The world will need to spend an estimated US$5.7 trillion annually in green infrastructure by 2020 in order to limit global temperature rise to 2 degrees C. This week, it took a step toward creating an institution – the Green Climate Fund – that will be pivotal in achieving this goal.
In most developing economies, Micro, Small, and Medium Enterprises (MSMEs) employ up to 78 percent of the population and account for approximately 29 percent of the national GDP. Their presence in communities throughout the world– big and small, rural and urban – allows them to get products and services to hard-to-reach populations. This market concentration and high level of employment means MSMEs are in a good position to contribute to making vulnerable populations more climate-resilient.
But while MSMEs can assist in helping vulnerable households adapt to climate change, they are also extremely vulnerable to the impacts of a warmer world, such as intensification of precipitation and shifts in water availability. It’s important that MSMEs overcome these challenges and capitalize on their unique business opportunities in ways that help vulnerable communities adapt to climate change.
Multinational companies (MNCs) typically have operations and supply chains in many parts of the world. The way they respond to climate change, therefore, can affect many populations, including poor communities in developing countries, where many people are especially vulnerable to heat waves, sea level rise, and other climate change impacts. MNCs sometimes find themselves in tension with local groups and the environment, but they can also play an important role in making these communities more climate-resilient.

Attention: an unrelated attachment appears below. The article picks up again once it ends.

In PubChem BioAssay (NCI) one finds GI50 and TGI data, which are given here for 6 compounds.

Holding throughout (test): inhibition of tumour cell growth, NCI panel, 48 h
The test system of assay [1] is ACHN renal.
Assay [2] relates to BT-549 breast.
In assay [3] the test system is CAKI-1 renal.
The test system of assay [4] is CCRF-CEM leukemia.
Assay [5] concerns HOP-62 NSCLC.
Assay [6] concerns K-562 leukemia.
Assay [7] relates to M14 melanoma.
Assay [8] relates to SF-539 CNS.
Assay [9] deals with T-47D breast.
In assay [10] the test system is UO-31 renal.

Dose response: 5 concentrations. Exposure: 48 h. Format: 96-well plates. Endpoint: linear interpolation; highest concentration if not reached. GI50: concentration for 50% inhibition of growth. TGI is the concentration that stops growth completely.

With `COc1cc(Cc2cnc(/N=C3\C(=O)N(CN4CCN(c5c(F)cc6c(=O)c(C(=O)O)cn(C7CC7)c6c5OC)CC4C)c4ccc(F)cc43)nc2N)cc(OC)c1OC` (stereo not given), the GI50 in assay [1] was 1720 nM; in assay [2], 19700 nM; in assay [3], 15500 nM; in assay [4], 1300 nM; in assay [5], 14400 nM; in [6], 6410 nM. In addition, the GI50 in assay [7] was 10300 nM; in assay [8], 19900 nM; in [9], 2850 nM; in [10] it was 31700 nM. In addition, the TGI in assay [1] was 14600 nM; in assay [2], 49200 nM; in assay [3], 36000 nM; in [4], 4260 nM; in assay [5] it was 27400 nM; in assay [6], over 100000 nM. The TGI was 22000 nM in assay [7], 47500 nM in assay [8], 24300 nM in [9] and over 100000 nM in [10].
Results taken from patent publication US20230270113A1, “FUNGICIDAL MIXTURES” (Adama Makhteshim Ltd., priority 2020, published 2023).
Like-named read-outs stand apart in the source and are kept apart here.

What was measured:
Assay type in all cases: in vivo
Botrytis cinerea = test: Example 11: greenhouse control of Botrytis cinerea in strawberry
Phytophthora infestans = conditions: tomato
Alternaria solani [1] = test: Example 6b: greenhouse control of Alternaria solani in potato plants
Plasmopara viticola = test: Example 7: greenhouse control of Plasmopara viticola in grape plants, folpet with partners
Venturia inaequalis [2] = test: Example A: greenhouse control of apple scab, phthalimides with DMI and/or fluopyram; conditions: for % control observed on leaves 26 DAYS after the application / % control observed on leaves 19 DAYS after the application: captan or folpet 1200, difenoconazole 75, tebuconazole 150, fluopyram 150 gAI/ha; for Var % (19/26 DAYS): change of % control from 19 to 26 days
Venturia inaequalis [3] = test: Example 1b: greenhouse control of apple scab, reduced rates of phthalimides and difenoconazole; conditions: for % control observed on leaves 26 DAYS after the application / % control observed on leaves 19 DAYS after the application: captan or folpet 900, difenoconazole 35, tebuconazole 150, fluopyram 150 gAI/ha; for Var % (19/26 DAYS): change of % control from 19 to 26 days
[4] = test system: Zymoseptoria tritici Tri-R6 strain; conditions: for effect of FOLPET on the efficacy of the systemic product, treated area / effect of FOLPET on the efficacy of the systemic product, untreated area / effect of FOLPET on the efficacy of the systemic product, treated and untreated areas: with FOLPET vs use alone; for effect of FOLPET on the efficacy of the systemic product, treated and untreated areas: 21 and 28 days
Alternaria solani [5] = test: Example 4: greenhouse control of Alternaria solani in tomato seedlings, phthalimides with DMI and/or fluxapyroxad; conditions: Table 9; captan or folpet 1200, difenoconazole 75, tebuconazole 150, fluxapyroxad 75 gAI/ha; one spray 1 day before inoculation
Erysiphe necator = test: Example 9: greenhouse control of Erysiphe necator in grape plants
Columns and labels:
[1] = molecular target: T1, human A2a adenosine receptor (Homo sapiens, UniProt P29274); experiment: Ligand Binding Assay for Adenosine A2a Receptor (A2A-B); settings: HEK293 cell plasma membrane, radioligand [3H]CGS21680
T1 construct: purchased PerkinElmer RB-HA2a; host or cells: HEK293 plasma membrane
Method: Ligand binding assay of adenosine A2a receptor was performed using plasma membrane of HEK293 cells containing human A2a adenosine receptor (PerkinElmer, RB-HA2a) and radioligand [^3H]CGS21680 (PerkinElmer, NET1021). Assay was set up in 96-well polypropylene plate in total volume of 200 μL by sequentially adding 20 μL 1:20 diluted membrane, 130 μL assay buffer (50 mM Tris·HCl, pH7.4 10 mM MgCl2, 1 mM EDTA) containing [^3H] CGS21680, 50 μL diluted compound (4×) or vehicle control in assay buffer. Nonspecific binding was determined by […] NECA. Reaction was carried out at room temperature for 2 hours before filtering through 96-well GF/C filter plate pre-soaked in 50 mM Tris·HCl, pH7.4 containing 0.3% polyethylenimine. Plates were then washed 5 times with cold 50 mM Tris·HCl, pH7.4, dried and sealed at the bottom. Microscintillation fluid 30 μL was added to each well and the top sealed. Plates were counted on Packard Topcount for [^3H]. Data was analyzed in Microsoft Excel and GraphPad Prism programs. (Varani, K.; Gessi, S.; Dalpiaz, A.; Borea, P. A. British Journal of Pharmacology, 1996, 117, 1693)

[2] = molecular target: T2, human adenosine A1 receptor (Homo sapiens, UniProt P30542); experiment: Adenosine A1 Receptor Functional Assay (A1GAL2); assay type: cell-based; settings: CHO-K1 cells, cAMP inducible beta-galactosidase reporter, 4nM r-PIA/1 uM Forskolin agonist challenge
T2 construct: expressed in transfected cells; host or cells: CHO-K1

Here are three ways that MNCs can contribute to climate change adaptation in developing countries:
This year’s climate negotiations in Warsaw, Poland (COP 19) were a bit of a mixed bag. On the one hand, the summit’s outcomes were dramatically out of step with the level of action needed to solve the climate change problem. A tempting metaphor for the talks was the national stadium in which they were held– one could go around in endless circles in search of the right location.
On the other hand, the Warsaw COP did achieve the incremental outcomes needed to move the process forward. Negotiators put in place a work plan for securing an international climate agreement at COP 21 in Paris in 2015. The COP also made progress on scaling up climate finance and addressing the difficult issue of loss and damage, a process for addressing climate impacts that are difficult or impossible to adapt to. These are small but important steps toward bringing countries out of their repetitive, circular discussions and closer to agreeing collectively on how to address global climate change.
Globalization means that we are all connected—for good or for bad. Systems are connected across countries and sectors. For instance, food production is intimately connected to energy, water, and finance, and drought in the United States can raise food prices for people all around the world. Changes in one or a few factors in interlinked systems may trigger crises that cascade across time and space in unpredictable ways.
A new WRI issue brief, Weaving the Net, explores how complex, global crises can have profound impacts on low-income, vulnerable households. In many cases, climate change can exacerbate these impacts. The world experienced this fact—to dramatic effect—when the food crisis unexpectedly erupted in 2008.